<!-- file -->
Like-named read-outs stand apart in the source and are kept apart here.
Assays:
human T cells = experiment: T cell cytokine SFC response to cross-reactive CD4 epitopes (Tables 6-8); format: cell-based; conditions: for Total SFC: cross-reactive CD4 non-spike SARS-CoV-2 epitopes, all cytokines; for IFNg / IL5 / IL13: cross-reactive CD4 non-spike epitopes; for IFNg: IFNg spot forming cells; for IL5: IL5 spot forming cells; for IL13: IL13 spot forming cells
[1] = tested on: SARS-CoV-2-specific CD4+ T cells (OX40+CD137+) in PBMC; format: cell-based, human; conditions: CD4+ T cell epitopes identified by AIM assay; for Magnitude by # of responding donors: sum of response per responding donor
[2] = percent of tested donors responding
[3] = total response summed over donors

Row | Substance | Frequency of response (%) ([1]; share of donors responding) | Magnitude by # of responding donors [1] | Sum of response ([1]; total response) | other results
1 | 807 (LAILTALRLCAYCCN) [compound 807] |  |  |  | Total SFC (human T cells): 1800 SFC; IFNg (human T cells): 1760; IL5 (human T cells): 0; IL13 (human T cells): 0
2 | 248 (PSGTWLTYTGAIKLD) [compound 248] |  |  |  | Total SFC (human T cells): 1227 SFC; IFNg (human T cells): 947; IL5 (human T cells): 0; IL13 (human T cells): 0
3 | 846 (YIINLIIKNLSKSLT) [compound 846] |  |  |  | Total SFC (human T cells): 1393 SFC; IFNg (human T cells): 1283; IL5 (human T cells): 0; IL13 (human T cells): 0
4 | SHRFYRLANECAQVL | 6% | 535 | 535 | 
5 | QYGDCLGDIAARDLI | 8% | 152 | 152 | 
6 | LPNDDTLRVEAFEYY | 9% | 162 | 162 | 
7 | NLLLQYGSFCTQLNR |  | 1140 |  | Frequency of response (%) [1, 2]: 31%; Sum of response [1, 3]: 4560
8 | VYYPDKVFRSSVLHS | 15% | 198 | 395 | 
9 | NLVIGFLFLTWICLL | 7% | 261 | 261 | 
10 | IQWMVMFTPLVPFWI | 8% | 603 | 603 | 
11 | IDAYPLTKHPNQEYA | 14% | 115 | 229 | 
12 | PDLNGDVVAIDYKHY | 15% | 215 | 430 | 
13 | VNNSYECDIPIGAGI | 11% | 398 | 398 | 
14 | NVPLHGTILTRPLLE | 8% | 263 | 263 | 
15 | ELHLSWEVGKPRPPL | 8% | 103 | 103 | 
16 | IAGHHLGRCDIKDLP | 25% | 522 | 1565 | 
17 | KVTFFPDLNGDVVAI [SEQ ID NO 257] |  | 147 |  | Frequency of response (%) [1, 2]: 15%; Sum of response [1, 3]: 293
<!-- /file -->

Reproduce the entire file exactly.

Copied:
Like-named read-outs stand apart in the source and are kept apart here.
Assays:
human T cells = experiment: T cell cytokine SFC response to cross-reactive CD4 epitopes (Tables 6-8); format: cell-based; conditions: for Total SFC: cross-reactive CD4 non-spike SARS-CoV-2 epitopes, all cytokines; for IFNg / IL5 / IL13: cross-reactive CD4 non-spike epitopes; for IFNg: IFNg spot forming cells; for IL5: IL5 spot forming cells; for IL13: IL13 spot forming cells
[1] = tested on: SARS-CoV-2-specific CD4+ T cells (OX40+CD137+) in PBMC; format: cell-based, human; conditions: CD4+ T cell epitopes identified by AIM assay; for Magnitude by # of responding donors: sum of response per responding donor
[2] = percent of tested donors responding
[3] = total response summed over donors

Row | Substance | Frequency of response (%) ([1]; share of donors responding) | Magnitude by # of responding donors [1] | Sum of response ([1]; total response) | other results
1 | 807 (LAILTALRLCAYCCN) [compound 807] |  |  |  | Total SFC (human T cells): 1800 SFC; IFNg (human T cells): 1760; IL5 (human T cells): 0; IL13 (human T cells): 0
2 | 248 (PSGTWLTYTGAIKLD) [compound 248] |  |  |  | Total SFC (human T cells): 1227 SFC; IFNg (human T cells): 947; IL5 (human T cells): 0; IL13 (human T cells): 0
3 | 846 (YIINLIIKNLSKSLT) [compound 846] |  |  |  | Total SFC (human T cells): 1393 SFC; IFNg (human T cells): 1283; IL5 (human T cells): 0; IL13 (human T cells): 0
4 | SHRFYRLANECAQVL | 6% | 535 | 535 | 
5 | QYGDCLGDIAARDLI | 8% | 152 | 152 | 
6 | LPNDDTLRVEAFEYY | 9% | 162 | 162 | 
7 | NLLLQYGSFCTQLNR |  | 1140 |  | Frequency of response (%) [1, 2]: 31%; Sum of response [1, 3]: 4560
8 | VYYPDKVFRSSVLHS | 15% | 198 | 395 | 
9 | NLVIGFLFLTWICLL | 7% | 261 | 261 | 
10 | IQWMVMFTPLVPFWI | 8% | 603 | 603 | 
11 | IDAYPLTKHPNQEYA | 14% | 115 | 229 | 
12 | PDLNGDVVAIDYKHY | 15% | 215 | 430 | 
13 | VNNSYECDIPIGAGI | 11% | 398 | 398 | 
14 | NVPLHGTILTRPLLE | 8% | 263 | 263 | 
15 | ELHLSWEVGKPRPPL | 8% | 103 | 103 | 
16 | IAGHHLGRCDIKDLP | 25% | 522 | 1565 | 
17 | KVTFFPDLNGDVVAI [SEQ ID NO 257] |  | 147 |  | Frequency of response (%) [1, 2]: 15%; Sum of response [1, 3]: 293